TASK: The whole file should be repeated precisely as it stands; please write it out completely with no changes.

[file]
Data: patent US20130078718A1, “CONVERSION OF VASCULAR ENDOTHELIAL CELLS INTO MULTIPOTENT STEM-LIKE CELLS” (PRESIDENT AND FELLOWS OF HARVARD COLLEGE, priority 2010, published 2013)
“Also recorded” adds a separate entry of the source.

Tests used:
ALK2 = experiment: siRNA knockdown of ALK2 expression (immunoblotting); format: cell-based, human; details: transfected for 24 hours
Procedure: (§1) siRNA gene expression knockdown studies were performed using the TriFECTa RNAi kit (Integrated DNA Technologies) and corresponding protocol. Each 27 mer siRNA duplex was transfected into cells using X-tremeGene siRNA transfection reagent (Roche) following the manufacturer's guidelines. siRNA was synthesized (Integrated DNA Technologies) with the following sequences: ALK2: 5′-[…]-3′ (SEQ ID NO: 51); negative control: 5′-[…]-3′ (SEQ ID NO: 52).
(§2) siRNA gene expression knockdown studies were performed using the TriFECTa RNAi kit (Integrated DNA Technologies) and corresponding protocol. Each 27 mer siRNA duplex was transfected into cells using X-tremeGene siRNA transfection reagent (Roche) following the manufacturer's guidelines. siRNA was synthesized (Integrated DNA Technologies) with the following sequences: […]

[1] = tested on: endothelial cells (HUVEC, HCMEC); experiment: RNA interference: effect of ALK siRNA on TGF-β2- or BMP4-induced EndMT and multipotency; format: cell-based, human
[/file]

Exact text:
Data: patent US20130078718A1, “CONVERSION OF VASCULAR ENDOTHELIAL CELLS INTO MULTIPOTENT STEM-LIKE CELLS” (PRESIDENT AND FELLOWS OF HARVARD COLLEGE, priority 2010, published 2013)
“Also recorded” adds a separate entry of the source.

Tests used:
ALK2 = experiment: siRNA knockdown of ALK2 expression (immunoblotting); format: cell-based, human; details: transfected for 24 hours
Procedure: (§1) siRNA gene expression knockdown studies were performed using the TriFECTa RNAi kit (Integrated DNA Technologies) and corresponding protocol. Each 27 mer siRNA duplex was transfected into cells using X-tremeGene siRNA transfection reagent (Roche) following the manufacturer's guidelines. siRNA was synthesized (Integrated DNA Technologies) with the following sequences: ALK2: 5′-[…]-3′ (SEQ ID NO: 51); negative control: 5′-[…]-3′ (SEQ ID NO: 52).
(§2) siRNA gene expression knockdown studies were performed using the TriFECTa RNAi kit (Integrated DNA Technologies) and corresponding protocol. Each 27 mer siRNA duplex was transfected into cells using X-tremeGene siRNA transfection reagent (Roche) following the manufacturer's guidelines. siRNA was synthesized (Integrated DNA Technologies) with the following sequences: […]

[1] = tested on: endothelial cells (HUVEC, HCMEC); experiment: RNA interference: effect of ALK siRNA on TGF-β2- or BMP4-induced EndMT and multipotency; format: cell-based, human